Whether or not you’re new to the marketing scene, mastering the art of email marketing is an excellent way to generate ROI, feature your organization’s products and build brand exposure. Your campaigns should all be responsive and informative in order to catch the eye of today’s email recipients.
Practice Email Segmentation
Segmentation is a wonderful marketing technique that’ll help you organize and personalize your emails.
The purpose of creating these lists is to send relevant emails to a targeted group of people that are most likely to engage with that specific email content. For example, if you own a company that offers three different products, separate your contacts into three groups based on the job title or function that makes them most likely to be interested in a specific product. By doing so, your audience will be receiving the emails that are relevant and interesting to them. It also prevents happy clients and prospects from ignoring your emails because they won’t be receiving emails that contain irrelevant copy.
You can also practice email segmentation by conducting personalized email experiences. Start by adding your recipient’s name to the email’s subject line. Doing so provides a higher rate of consumer interest and genuine credibility.
“40% of consumers say they have purchased something more expensive than they originally planned because their experience was personalised”
Analyze your Audience
The point of email marketing is to analyze what captures your audience’s attention. Oftentimes email content a prospect might find interesting and informative may not be as intriguing to an existing client.
Retention emails have a tendency to perform well among existing customers. These types of nurturing emails typically serve as a refresher of your products and services. The bright side to sending out retention emails is the opportunity to keep your brand top-of-mind and to upsell current clients. Afterall, it’s easier to sell to existing customers than new ones.
“Existing customers are 50% more likely to try new products, and spend 31% more than new customers”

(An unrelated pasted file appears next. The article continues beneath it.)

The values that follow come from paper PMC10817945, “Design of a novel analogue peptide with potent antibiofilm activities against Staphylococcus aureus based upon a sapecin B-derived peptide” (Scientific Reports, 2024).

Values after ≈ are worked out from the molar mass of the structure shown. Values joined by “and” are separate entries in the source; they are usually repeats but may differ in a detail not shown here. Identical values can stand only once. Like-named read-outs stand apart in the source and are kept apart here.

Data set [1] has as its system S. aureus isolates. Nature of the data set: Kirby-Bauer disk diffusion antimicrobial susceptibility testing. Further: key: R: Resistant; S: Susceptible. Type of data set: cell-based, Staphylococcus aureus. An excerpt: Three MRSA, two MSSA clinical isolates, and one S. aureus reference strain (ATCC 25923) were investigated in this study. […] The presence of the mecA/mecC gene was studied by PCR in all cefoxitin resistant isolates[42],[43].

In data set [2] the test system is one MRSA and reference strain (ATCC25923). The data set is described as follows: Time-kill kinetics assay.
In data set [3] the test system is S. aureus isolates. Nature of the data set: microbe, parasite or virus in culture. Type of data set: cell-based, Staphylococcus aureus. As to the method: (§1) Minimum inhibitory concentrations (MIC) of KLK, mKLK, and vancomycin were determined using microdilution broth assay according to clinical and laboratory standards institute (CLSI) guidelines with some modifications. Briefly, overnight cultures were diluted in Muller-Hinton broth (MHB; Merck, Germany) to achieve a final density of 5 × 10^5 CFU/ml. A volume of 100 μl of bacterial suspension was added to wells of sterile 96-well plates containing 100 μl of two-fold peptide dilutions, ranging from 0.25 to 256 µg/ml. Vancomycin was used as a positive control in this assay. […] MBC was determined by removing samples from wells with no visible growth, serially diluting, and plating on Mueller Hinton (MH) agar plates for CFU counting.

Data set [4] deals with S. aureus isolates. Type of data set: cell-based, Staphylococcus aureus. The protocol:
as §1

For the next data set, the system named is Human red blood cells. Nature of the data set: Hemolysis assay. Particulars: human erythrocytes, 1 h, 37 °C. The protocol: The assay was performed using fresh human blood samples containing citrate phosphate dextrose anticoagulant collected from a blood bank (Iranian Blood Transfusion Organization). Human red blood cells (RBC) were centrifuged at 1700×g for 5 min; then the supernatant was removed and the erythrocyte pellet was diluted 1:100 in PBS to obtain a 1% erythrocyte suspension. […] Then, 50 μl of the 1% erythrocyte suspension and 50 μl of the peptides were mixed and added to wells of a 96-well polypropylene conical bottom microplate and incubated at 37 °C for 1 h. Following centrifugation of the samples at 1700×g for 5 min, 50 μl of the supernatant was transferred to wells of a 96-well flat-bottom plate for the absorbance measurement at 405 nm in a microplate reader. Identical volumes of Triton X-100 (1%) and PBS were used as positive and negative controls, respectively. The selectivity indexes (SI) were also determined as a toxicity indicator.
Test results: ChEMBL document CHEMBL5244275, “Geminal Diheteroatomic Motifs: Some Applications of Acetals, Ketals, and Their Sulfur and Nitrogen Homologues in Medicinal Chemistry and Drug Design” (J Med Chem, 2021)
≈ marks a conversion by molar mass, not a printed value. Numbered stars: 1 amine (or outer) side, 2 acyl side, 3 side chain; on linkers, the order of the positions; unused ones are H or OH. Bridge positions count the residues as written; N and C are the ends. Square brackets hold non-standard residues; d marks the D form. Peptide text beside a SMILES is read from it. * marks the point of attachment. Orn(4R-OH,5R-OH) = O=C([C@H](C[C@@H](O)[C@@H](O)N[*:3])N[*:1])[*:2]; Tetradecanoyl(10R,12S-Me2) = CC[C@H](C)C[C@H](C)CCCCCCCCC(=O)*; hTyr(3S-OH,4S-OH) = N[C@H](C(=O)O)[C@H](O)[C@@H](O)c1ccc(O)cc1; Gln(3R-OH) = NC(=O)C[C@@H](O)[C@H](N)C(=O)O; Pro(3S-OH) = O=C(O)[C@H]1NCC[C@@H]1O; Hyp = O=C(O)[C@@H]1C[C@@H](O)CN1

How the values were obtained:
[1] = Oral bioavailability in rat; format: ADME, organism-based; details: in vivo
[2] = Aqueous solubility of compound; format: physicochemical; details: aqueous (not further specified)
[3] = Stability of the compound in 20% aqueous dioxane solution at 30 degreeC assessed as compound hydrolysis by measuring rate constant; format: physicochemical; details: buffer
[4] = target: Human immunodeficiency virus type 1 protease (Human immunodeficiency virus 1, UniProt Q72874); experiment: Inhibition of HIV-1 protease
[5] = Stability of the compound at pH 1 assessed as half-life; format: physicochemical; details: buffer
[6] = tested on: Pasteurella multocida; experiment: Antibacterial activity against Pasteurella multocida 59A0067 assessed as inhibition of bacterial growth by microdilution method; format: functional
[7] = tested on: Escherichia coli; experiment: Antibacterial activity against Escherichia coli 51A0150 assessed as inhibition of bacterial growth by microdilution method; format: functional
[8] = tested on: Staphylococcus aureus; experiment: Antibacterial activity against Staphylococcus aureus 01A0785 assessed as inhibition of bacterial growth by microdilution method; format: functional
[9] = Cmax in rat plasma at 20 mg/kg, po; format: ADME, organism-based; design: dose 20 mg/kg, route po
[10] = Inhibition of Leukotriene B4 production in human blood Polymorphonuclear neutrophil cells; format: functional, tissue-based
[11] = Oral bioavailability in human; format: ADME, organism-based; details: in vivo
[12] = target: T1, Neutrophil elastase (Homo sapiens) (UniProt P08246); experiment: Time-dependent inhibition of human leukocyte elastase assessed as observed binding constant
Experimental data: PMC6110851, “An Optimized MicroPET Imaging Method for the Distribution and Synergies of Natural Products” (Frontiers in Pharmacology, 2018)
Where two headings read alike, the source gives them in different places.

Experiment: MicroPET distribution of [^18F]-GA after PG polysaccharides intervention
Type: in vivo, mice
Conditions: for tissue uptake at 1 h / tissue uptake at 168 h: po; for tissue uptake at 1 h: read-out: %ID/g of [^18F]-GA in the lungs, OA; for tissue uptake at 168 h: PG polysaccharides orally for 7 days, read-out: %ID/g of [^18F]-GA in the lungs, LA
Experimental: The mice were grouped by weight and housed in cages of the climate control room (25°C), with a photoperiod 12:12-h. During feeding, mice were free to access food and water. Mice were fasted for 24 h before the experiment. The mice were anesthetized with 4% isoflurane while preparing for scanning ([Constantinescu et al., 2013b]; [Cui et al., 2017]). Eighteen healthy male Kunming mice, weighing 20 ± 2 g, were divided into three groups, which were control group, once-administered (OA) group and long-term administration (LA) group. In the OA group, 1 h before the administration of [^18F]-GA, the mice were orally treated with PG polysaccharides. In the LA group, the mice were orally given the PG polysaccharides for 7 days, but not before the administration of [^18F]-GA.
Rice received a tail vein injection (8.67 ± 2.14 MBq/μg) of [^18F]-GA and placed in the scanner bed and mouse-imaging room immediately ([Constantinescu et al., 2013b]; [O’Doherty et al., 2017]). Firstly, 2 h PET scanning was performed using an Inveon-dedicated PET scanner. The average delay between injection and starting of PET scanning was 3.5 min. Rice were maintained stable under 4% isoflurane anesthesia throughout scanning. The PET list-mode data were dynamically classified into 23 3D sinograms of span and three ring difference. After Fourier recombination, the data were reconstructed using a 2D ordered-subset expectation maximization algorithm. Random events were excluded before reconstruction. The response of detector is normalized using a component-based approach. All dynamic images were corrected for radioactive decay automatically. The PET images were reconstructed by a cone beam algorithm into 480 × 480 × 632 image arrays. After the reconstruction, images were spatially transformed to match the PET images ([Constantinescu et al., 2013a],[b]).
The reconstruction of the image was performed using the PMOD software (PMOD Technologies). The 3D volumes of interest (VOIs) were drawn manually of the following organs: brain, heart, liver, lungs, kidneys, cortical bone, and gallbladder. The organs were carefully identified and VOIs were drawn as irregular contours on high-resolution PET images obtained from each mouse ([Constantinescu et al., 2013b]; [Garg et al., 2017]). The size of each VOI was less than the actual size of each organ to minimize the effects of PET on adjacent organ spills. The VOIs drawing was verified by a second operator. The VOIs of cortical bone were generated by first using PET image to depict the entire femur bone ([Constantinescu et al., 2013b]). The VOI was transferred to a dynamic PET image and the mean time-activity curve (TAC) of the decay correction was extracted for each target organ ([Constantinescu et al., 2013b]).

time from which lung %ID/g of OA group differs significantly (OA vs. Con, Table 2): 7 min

- Milestone Emails: Send out customer anniversary emails
- Referral Emails: Offer incentives to loyal clients to participate in referral campaigns
- Spotlight Emails: Remind clients of your existing products that could benefit their organizations
- Customer-Appreciation Emails: Thank your customers and offer surveys to brainstorm methods that’ll help reduce churn
On the other hand, product-centered emails are a great way to inform and engage prospects and new clients with your organization and its services. These types of emails have more of a promotional approach as opposed to soft-selling retention emails.
- Onboarding Emails: These welcoming emails are meant to excite your new clients about what services you provide
- Training Emails: Educate your clients on your services by offering demos and setting up trainings
Drive brand credibility by displaying client testimonials throughout your emails. Testimonials are highly influential references that build trust and can help recipients see real value in your services. Using real customers to showcase your company success is a great way to highlight products and customer service. Nothing captures prospects like the persuasion of satisfied customers.
Create Captivating CTAs
Next, implement riveting CTAs to compel clients into engaging with your organization. If your company is releasing a new product, attract email recipients by unveiling the product release with a captivating image that links to the new product’s landing page in the header of the email. You can also entice recipients to learn more about your products by including colorful “learn more” buttons in your email. Either way, your CTA strategy should always feature active language that aims to get the reader to do something at that moment.
Effective CTA Slogans:
- Save today
- Learn more
- Watch now
- Start today
- Follow us
Test your Emails
Once you’ve completed all of the previously listed steps, test out your email to a selected group. Some organizations prefer to test emails within their company first and others can select a small email list to send it to and then test it. Whichever way you prefer, consider creating two different versions and then choose which one performs best to send to your mass audience. Integrating these A/B testing techniques into your email marketing efforts can help you find the best ways to communicate with your audience. If you’re thinking about starting small, we suggest testing out different subject lines. When you make changes to compare, limit the number of edits to the different email versions when conducting the testing process. This can help eliminate confusion when establishing what changes are leaving the better impression on your email recipients.
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Priscilla is the marketing coordinator for Critical Mention. Early on in her career, she developed a passion for marketing, writing and anything within the communication field. During her leisure time, she loves to watch her favorite sports teams and explore new restaurants with friends and family.